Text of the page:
This weekend, MSNBC host Al Sharpton launched a campaign against Barneys in New York after allegations of racial profiling by two young black customers who purchased expensive items and were then accosted by police. Kayla Phillips, 21, bought a $2,500 Celine handbag in February, and said that NYPD then detained her. Tryon Christian, 19, sued Barneys and NYPD, accusing them of detaining him after buying a $349 Ferragamo belt.
Sharpton accused NYPD of “colluding” with Barneys to target black customers. However, Sharpton also defended rap mogul Jay-Z, who has a longstanding relationship with Barneys in which Barneys donates a portion of profits from sales of Jay-Z related materials to Jay-Z’s charity. Jay-Z has refused to denounce Barneys, releasing a statement saying, “I am against discrimination of any kind but if I make snap judgments, no matter who it’s towards, aren’t I committing the same sin as someone who profiles? I am no stranger to being profiled and I truly empathize with anyone that has been put in that position. Hopefully this brings forth a dialogue to effect real change.”
Jay-Z, who made the snap judgment to label George Zimmerman a racist murderer of Trayvon Martin, added, “I move and speak based on facts and not emotion. I haven’t made any comments because I am waiting on facts and the outcome of a meeting between community leaders and Barneys. Why am I being demonized, denounced and thrown on the cover of a newspaper for not speaking immediately?… The negligent, erroneous reports and attacks on my character, intentions and the spirit of this collaboration have forced me into a statement I didn’t want to make without the full facts.”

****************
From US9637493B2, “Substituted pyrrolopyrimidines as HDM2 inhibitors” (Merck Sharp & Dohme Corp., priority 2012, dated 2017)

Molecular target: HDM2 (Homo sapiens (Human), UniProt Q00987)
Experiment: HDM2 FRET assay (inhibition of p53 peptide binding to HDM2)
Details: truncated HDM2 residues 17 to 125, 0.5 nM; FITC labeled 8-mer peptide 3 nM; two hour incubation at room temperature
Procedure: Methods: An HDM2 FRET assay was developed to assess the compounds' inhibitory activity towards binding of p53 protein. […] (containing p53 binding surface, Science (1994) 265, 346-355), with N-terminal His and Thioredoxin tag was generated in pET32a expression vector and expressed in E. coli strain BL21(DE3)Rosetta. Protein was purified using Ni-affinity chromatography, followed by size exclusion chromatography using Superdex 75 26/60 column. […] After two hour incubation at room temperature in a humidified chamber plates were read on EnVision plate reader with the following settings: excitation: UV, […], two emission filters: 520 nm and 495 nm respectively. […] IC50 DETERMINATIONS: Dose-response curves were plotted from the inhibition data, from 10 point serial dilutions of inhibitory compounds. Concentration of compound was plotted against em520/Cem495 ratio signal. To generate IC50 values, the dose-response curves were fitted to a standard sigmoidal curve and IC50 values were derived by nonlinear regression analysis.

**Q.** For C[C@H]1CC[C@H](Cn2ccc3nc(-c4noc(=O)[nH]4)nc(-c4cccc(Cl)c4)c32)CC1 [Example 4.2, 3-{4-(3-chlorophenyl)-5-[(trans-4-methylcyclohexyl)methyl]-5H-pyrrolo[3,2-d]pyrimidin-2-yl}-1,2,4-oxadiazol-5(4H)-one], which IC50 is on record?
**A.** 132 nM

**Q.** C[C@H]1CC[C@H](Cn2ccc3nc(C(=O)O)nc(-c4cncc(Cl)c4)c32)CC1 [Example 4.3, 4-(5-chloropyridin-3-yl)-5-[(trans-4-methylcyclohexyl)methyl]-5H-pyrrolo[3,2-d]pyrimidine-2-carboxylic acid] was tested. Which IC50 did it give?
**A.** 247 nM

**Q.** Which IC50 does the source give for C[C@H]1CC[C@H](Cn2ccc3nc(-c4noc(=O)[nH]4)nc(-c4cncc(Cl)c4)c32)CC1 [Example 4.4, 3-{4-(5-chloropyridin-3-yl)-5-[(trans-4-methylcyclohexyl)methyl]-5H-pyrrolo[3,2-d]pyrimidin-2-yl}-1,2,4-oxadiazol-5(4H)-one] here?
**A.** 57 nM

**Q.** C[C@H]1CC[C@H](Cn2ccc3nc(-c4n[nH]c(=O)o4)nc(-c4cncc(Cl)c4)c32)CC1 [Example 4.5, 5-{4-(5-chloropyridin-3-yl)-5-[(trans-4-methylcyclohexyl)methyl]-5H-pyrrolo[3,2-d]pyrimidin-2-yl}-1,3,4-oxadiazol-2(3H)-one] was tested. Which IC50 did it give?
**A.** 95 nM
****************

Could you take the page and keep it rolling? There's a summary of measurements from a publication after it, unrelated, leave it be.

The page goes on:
Sharpton defended Jay-Z, stating, “Some people want to make this about Jay-Z. No, this is about Barneys first.” Kirsten John Foy, head of Sharpton’s National Action Network in Brooklyn, said, “There’s a lot of talk about whether or not Barneys should be doing business with certain black people. I think it’s a racist notion to assume that the only black person Barneys does business with is Jay Z. We’re not there to focus on Jay Z. Jay-Z did not write the corporate policy at Barneys. Jay-Z is just like every other business man, he is there to make money and if he is the only black business man that does business with Barneys – that is the problem.”
The CEO of Barneys, Mark Lee, reportedly called Sharpton on Saturday to pay obeisance. He said in a statement, “Barneys New York believes that no customer should have the unacceptable experience described in recent media reports, and we offer our sincere regret and deepest apologies.”
Ben Shapiro is Editor-At-Large of Breitbart News and author of the New York Times bestseller “Bullies: How the Left’s Culture of Fear and Intimidation Silences America” (Threshold Editions, January 8, 2013).